The book that I have read was published in the United States in 2002. It is a BEAUTIFUL book, photographically. It seems to have some magic about it because of it's beauty. It also is THE BEST historical, non-biased view and version of witchcraft that I have read in my 5 years of studying "The Craft of the Wise." The author writes a seemingly accurate (moreso than most) account of Witchcraft and has many words to say of its "re-discovery" of which Gerald Gardner played such a large role. All things considered, this is a the best "academic" book that relates to Witchcraft, especially its latest developments as well as being an "enchanting" study of "The Craft."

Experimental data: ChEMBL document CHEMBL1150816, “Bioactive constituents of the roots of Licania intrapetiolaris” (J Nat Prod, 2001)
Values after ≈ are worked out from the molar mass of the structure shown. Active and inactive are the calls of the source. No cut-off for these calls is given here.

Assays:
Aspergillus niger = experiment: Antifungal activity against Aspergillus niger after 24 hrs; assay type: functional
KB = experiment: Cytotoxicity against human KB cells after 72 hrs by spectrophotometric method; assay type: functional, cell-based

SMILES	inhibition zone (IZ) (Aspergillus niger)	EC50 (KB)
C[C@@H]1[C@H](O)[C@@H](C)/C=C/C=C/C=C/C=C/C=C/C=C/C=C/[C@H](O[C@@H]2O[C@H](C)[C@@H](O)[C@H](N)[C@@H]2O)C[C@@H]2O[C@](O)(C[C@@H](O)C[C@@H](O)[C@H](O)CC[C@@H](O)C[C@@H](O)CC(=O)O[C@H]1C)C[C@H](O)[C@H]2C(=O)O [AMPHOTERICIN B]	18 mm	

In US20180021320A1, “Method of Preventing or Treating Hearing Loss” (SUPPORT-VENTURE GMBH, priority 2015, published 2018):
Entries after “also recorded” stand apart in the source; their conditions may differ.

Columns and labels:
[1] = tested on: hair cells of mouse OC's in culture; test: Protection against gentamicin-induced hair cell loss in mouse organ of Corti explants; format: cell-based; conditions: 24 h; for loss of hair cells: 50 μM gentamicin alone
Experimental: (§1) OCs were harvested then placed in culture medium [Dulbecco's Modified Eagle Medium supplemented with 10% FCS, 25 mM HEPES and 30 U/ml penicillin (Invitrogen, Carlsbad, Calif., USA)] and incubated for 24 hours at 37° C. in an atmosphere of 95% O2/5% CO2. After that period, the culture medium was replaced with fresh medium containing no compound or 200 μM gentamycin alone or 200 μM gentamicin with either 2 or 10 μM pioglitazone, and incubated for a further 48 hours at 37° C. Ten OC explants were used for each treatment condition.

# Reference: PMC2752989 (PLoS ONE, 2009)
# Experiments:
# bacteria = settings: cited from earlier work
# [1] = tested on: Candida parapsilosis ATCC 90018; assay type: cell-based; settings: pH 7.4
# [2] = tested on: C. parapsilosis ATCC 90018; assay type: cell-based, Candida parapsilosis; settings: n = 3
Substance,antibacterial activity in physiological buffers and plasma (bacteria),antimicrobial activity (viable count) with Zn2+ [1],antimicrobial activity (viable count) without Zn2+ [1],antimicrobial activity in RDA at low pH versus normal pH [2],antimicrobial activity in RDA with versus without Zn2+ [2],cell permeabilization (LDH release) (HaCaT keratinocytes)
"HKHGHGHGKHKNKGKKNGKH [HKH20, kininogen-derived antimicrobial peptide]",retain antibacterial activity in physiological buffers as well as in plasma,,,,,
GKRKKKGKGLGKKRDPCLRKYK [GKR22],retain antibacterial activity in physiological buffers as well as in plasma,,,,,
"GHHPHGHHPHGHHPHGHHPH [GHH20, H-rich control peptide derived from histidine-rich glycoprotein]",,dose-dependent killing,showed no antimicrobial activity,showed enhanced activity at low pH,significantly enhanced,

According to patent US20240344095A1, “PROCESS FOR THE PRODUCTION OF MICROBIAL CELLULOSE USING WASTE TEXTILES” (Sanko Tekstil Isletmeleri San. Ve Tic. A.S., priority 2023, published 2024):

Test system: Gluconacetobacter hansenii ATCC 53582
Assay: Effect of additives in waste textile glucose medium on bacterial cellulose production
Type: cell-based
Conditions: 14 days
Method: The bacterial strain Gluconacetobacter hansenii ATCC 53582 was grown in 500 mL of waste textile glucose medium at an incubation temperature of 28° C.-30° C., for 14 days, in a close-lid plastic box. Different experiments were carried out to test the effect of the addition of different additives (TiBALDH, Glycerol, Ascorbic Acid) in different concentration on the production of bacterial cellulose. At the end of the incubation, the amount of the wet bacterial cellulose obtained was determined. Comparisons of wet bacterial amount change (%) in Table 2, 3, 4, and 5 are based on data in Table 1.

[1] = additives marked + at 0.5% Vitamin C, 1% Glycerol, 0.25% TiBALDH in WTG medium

"Witchcraft: A Secret History" is yet another of the popular histories of witchcraft and magic that has hit the bookstores in the past few years. It includes a history of witchcraft and magic from anicent times, including Greco-Roman, Egyptian, and Celtic magic, through the witch crazes of the 15th thru 17th centuries, to modern times. It also includes an excellent chapter on the Salem Witch Trials. The book is written for a decidedly Neo-Pagan/Wiccan audience and includes sections on spells, herbs, and magical implements. While it is nicely illustrated and provides a good introductory background, it really adds nothing new regarding this highly popular subject. One item that I was glad to see was that this volume benefits from recent scholarship in historical witchcraft as, for instance, it refutes the "9 Million Martyrs" myth that seems to get repeated in many popular histories such as this one, as well as the now-discredited "Witch Cult" theories of early 20th century witchcraft author Margaret Murray. This book will provide an enjoyable quick read for the casual reader, but for those interested in a more detailed yet popular introducion to the fascinating and controversial subjects of witchcraft and magic I would recommend Jeffery B. Russell's "History of Witchcraft".